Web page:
“Do not…ask for links that violate our webmaster guidelines about links schemes.”
That’s much different then, “Do not ask for links.”
Ask for Links!Google’s webmaster guidelines are fairly explicit about the kinds of links they don’t like. As an experienced link builder, I don’t like these links either. They soil the hard work and creativity everyone at my company and I employ to build quality, relevant links.
We can only acquire these links by asking (promoting) for them, though. It would be a utopia if we truly could get all the links we deserved without any promotion or marketing. If we could simply create great content and expect instant recognition, that would be paradise. But that’s not how the world or how the web works. In order to attract attention, it’s vital to market your service, message, and/or unique value intelligently.
Think about it: when a young dentist opens up an office in a crowded plaza, can that dentist expect people will walk in without any prior knowledge? No. That dentist is going to be forced to engage in promotional tactics (radio spots, newspaper listings, SEO). Does that promotion cheapen the dentist’s years of training and ability to fix your cavities? Of course not.
As long as you stay within the parameters of what’s ethical, there’s nothing wrong with manual promotion. And that’s in large part what link building is: manual promotion.
White hat, natural link building includes building a list of relevant, quality link prospects, and outreaching to those sites. The outreach has to be quality as well. It has to be personalized, and it has to explicitly state the value of a link to your site. Otherwise, webmasters aren’t going to be inclined to link to you.
Sure, link building is a digital marketing tactic often employed to boost rankings in organic search. If you view links as only a means of boosting rankings, that’s dangerous. It may work, but you’ll burn plenty of bridges along the way.
When link building is done as not only a means of improving search rankings, but as part of real marketing–which includes community engagement and brand building–link building is just another part of the marketing funnel. More people need to realize this; Google’s already ahead of them.
By Jon Ball
Microsoft’s Windows 10 operating system has the potential to lead to significant gains in search market share for Bing, or so the company predicts in an announcement today.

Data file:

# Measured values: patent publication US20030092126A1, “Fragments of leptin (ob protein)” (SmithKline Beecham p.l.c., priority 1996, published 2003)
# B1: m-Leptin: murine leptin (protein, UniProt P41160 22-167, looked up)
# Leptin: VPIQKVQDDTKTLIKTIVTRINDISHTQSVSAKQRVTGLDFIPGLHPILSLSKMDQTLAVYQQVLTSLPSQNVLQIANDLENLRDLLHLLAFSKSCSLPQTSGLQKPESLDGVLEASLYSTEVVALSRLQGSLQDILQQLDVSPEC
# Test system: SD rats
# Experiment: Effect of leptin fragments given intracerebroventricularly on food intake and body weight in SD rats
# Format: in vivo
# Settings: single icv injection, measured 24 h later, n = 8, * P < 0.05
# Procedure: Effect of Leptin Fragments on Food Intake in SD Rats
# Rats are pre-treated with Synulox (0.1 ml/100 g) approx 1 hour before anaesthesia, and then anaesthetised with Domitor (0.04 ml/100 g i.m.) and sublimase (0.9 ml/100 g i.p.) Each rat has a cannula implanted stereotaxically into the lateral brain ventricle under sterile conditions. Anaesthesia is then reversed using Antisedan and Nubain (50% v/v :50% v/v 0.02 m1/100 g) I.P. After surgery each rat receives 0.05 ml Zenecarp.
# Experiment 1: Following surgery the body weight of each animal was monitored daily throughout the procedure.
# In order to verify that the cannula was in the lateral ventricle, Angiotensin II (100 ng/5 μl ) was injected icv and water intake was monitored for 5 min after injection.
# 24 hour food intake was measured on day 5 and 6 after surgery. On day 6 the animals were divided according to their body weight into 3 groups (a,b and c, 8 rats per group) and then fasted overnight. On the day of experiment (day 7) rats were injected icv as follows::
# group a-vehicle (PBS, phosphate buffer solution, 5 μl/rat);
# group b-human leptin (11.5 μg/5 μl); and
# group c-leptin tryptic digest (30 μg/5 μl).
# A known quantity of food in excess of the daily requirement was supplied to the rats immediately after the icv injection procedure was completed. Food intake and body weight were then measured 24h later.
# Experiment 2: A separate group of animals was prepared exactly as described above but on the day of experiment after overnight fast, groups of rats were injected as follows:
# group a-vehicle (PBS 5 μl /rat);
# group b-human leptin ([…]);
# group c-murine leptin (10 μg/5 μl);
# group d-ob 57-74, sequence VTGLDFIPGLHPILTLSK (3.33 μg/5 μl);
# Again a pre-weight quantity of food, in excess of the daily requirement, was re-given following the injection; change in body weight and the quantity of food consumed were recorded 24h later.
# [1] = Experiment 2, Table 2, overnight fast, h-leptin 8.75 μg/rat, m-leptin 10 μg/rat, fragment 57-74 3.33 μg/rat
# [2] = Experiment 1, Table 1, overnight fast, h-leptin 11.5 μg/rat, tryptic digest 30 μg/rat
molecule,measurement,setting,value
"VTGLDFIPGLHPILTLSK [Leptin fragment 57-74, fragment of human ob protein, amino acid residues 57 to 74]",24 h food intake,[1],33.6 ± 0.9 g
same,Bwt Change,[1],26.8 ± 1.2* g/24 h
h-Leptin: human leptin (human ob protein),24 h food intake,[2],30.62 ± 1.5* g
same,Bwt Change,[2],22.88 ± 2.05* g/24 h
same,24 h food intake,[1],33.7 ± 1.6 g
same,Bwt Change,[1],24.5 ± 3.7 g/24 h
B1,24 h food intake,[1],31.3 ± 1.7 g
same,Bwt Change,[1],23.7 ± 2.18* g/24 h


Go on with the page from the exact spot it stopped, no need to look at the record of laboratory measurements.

The new operating system puts Bing at the forefront, which is a change the company says will lead to query volume gains from 10 to 15 percent as early as September.
Microsoft is framing this as good news for Bing advertisers, suggesting there will be “significant volume” in time for holiday campaigns.
If that ends up being the case, it could end up being a blow to Google’s search market share.
Gains are predicted to come from new users, as well as current users who will end up using Bing more frequently as a result of the changes in Windows 10.
“We’re estimating query volume gains from 10 to 15 percent as early as September — not only from new users, but from existing Bing users who will now use Bing more frequently.”Windows 10 comes with a new desktop search bar that is powered by the company’s own search engine, Bing, and voice-activated assistant, Cortana.
In addition, the new Microsoft Edge browser comes built with new features that could lead to an increase in Bing searches.
For example, the ability to highlight text and conduct a search on the highlighted subject is a particularly useful addition that could prove to be popular among Windows users.
Bing search is also coming to more devices via the Cortana app on iOS and Android.
“With the Cortana app on iOS and Android, Bing will draw in new users, and continue to expand our overall search and mobile search share.”Microsoft bringing its search assistant to other devices is the equivalent of Apple releasing a Siri app on Android, but in doing so the company hopes to attract new users to its search engine.
The Cortana app can fulfill more than just search queries — its cross-device functionality allows it to connect with Windows PCs to keep information like calendar appointments in sync across all devices.
Microsoft has high hopes for Bing, as it states the integration into more devices will lead to nothing but growth for the search engine.
“…we expect continued growth in Bing traffic into the foreseeable future.”These are bold predictions considering Windows 10 just launched today. We’ll see when next quarter’s numbers come how much Microsoft’s new OS means to Bing’s growth.
Friday, July 31, 2015
Google's John Mueller in this mornings Google Hangout said at the 4:37 mark into the video that Google doesn't tend to give advice around algorithms.
Yes, for manual actions, they try to give specific advice. But when it comes to being hit by Panda or Penguin or any search quality algorithm, Google says they tend not to give advice.
He said in response to being asked for advice:
I don’t know if I can give you specific examples there. We tend not to do that for algorithms when they review the site. Unless it is something really obvious that we can point out. Where we can say well, your home page has hidden text or something like that. For technical reasons that might be something where we can give examples. With search quality algorithms that is usually where we can’t give any specific examples from our side.
Here is the video clip:
From experience watching Google help webmasters, this is accurate. Truth is, I think it is often very hard for Googler's like John Mueller to find an example of why a site may be hit by Panda. Often you see him struggle with it when he is asked about specific cases.
Forum discussion at Google+.
Author Barry Schwartz
By SEO Edmonton